RE: Scaling solvent-solute intermolecular interactions

From: Michael Bellucci (
Date: Wed May 14 2014 - 08:50:36 CDT

Thank you Jason. Your approach makes quite a bit more sense to me. I did see the pairInteraction keyword that NAMD has and I will look into using it further. As a quick hack, that is, without modifying the source code, I wonder if it would make sense or be possible to use the thermodynamic integration portion of the code to do the scaling. That is, would it make sense to turn on thermodynamic integration, flag the solute or solvent to be perturbed in the pdb, and then run MD with a particular value of lambda? Theoretically this should have the same effect, but as Axel suggested, accuracy may be a concern. It isn't a very satisfying solution, but it might suffice for a quick and dirty calculation.


From: Jason Swails []
Sent: Tuesday, May 13, 2014 5:57 PM
To: Michael Bellucci
Cc: Axel Kohlmeyer;
Subject: Re: namd-l: Scaling solvent-solute intermolecular interactions

On Tue, May 13, 2014 at 4:09 PM, Michael Bellucci <<>> wrote:

I see...This is a good point, but then this raises another question. Perhaps, I am confused, and maybe you or someone else could provide clarity. Say for example, one wishes to compute the free energy of solvation of a solute A in a solvent B with thermodynamic integration. The mixing Hamiltonian can be written...

H_lambda=(1-lambda)H_1+lambda H_2

where lambda is a scale factor. Let


Then the mixing Hamiltonian can be written as...


which is just a standard Hamiltonian with a simple scale factor (1-lambda) on the solute-solvent intermolecular interaction. If the long-range coulomb electrostatics of solute-solvent interactions cannot be scaled since it is a many-bodied term as you suggest, then how exactly does the thermodynamic integration code in NAMD handle the solute-solvent scale factor? This kind of scaling is similar to what I would like to achieve. Thank you in advance!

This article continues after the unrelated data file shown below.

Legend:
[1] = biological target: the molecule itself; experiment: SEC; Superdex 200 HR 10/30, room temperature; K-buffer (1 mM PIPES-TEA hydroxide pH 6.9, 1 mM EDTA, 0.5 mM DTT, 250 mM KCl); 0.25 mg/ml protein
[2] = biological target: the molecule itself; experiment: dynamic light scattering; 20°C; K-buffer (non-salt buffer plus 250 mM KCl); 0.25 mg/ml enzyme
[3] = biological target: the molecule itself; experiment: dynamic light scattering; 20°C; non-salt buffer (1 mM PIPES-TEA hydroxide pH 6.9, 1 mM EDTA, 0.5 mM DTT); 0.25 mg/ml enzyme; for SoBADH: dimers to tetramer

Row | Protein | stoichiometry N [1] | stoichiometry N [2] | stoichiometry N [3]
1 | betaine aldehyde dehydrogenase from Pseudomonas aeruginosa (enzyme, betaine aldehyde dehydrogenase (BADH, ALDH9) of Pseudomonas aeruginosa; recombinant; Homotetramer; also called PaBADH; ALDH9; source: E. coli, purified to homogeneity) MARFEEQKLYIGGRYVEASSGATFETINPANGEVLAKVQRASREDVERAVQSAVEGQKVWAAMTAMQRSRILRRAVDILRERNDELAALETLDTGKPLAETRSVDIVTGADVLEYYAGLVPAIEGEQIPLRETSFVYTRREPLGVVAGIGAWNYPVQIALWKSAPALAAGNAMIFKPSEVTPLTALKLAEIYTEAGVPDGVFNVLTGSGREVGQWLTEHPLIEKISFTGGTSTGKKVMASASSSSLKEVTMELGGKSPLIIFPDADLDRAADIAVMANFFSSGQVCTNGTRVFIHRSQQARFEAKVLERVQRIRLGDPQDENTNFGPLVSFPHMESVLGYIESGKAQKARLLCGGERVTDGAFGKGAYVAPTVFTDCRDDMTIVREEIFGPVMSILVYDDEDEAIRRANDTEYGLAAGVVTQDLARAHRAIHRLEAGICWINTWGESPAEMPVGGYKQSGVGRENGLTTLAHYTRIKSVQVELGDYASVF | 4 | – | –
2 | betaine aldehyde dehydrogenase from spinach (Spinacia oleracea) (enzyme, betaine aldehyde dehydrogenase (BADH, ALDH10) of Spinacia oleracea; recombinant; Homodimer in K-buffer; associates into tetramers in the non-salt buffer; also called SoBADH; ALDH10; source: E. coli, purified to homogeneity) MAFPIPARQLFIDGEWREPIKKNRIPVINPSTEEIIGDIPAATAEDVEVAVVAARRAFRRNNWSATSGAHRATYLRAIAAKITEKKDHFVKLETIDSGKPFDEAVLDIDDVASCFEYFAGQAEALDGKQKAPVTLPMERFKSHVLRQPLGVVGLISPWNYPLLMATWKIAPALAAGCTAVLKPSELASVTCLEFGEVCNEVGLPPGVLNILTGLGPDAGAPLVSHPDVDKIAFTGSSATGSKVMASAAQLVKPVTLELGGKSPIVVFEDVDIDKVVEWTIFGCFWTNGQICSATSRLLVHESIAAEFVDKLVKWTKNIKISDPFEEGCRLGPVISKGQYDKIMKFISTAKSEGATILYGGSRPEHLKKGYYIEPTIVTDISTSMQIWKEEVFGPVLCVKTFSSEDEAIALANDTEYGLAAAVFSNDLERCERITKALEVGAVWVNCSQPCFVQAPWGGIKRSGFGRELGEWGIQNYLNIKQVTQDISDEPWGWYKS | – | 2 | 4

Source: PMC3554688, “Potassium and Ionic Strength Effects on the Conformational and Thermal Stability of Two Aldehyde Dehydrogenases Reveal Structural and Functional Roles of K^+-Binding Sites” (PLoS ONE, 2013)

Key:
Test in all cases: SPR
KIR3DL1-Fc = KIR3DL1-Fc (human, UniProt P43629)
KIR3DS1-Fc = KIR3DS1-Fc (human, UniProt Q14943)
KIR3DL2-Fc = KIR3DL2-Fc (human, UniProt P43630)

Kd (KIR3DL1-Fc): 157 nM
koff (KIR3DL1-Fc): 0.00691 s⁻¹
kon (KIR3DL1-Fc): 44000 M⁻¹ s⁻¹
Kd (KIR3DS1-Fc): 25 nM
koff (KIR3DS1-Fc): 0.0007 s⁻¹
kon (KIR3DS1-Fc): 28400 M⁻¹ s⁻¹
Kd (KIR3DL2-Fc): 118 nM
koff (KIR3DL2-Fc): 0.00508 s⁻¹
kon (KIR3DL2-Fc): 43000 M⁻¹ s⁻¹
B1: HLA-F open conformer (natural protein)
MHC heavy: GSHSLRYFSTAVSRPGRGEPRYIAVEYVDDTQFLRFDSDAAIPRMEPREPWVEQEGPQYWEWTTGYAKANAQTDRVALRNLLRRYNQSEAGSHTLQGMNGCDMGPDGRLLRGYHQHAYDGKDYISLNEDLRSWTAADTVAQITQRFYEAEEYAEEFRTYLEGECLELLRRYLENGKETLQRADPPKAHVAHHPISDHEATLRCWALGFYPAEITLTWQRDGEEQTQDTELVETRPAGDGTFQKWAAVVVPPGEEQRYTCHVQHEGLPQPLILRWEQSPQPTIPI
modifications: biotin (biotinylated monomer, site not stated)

‚ÄčIt can be scaled, just not in a naively efficient way like you would think it could. The naive implementation of nonbonded interactions is a sum-over-pairs approach that looks something like this in pseudo-C-code

for (int index1 = 0; index1 < numParticles-1; index1++)
    for (int index2 = index1+1; index2 < numParticles; index2++) {
        r_ij = sqrt((position[index1] - position[index2])**2); // slightly over-simplified
        energy += charge[index1] * charge[index2] * factor / r_ij; // factor gets the units to work out

Clearly with this approach you _must_ have some kind of spherical cutoff if you have an infinitely periodic system since each particle has an infinite number of periodic images. You can take advantage of this periodicity, though, and use a "trick" to compute the full electrostatics for this periodic system -- the Ewald sum. The trick is to recast the problem in two parts -- one that is computed quickly in "direct space" (i.e., via the sum-over-pairs as shown above), and the other that converges rapidly in frequency, or "reciprocal space" using Fourier transforms (see the Ewald derivation and explanation here:

As Axel said, the long-range part--since it can't be computed directly as a sum-over-pairs--cannot be decomposed (the "frequencies" you sum over are complex functions of all coordinates). So the naive way of computing the pair-pair interactions between just those atoms that differ in both end states only works in the direct space sum -- it does not work in reciprocal space.

So what you must do instead is to compute two reciprocal sums -- one for Hamiltonian A and one for Hamiltonian B and then mix the resulting forces and energies you get according to lambda. You can do this because at its root, the Ewald sum is formally equivalent to the infinite sum over all pairs of particles and you can cast the coupled Hamiltonian in this way.

I would suggest that you look at the "pairInteraction" keyword that NAMD has. This will compute nonbonded interactions between two groups of particles. I had actually asked a question on this list just over a year ago (that was never answered) about how pairInteraction worked with Ewald sums ( I did a little digging into the source code back then and found that, indeed, NAMD allocates 3 charge grids for pairInteraction calculations presumably so that the "exact" long-range pairwise interactions between these two groups via energy differences between the long-range electrostatic energy of the full charge distribution less the long-range electrostatic energies of just the first selection and the long-range electrostatic energies of just the second selection. This might (or might not) do what you want it to do...

Hopefully this helps,

Jason M. Swails
Rutgers University
Postdoctoral Researcher

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